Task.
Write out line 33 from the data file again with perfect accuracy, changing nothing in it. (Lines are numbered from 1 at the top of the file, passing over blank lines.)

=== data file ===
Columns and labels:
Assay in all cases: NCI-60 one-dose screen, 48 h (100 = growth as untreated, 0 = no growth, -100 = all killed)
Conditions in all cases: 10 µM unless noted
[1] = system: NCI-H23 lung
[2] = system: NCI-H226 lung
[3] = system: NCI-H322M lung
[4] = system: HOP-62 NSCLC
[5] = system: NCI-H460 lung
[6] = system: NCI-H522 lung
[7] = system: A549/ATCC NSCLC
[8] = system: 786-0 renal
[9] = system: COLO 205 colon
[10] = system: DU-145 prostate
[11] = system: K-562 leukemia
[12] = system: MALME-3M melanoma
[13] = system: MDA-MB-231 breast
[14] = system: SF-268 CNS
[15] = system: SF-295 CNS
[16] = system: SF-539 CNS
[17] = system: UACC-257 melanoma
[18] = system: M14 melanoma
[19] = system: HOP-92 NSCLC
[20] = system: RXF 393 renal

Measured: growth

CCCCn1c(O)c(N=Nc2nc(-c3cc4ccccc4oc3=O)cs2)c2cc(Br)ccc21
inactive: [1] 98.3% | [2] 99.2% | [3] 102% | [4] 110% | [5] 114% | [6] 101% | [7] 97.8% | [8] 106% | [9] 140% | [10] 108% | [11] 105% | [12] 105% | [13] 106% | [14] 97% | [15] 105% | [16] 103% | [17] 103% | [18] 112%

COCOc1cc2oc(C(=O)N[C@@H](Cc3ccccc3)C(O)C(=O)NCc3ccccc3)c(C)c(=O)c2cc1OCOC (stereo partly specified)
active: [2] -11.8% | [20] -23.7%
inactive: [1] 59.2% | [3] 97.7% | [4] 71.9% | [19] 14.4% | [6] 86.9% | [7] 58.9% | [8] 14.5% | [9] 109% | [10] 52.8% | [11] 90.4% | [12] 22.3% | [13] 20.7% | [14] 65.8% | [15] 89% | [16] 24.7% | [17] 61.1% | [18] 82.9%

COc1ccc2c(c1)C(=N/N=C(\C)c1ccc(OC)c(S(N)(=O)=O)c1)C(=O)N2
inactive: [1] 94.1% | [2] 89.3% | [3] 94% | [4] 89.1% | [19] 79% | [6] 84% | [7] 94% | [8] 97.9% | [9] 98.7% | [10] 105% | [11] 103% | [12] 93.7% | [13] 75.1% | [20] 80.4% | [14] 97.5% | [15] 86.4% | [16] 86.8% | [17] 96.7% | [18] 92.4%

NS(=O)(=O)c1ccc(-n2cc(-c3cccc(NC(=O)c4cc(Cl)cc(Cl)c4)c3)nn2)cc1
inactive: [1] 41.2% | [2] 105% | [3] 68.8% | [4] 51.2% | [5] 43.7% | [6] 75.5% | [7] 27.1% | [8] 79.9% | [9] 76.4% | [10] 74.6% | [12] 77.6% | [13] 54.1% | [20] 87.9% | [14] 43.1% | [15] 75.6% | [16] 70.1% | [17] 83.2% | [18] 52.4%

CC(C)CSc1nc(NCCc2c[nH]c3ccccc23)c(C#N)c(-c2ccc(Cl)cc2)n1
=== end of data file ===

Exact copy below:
inactive: [1] 41.2% | [2] 105% | [3] 68.8% | [4] 51.2% | [5] 43.7% | [6] 75.5% | [7] 27.1% | [8] 79.9% | [9] 76.4% | [10] 74.6% | [12] 77.6% | [13] 54.1% | [20] 87.9% | [14] 43.1% | [15] 75.6% | [16] 70.1% | [17] 83.2% | [18] 52.4%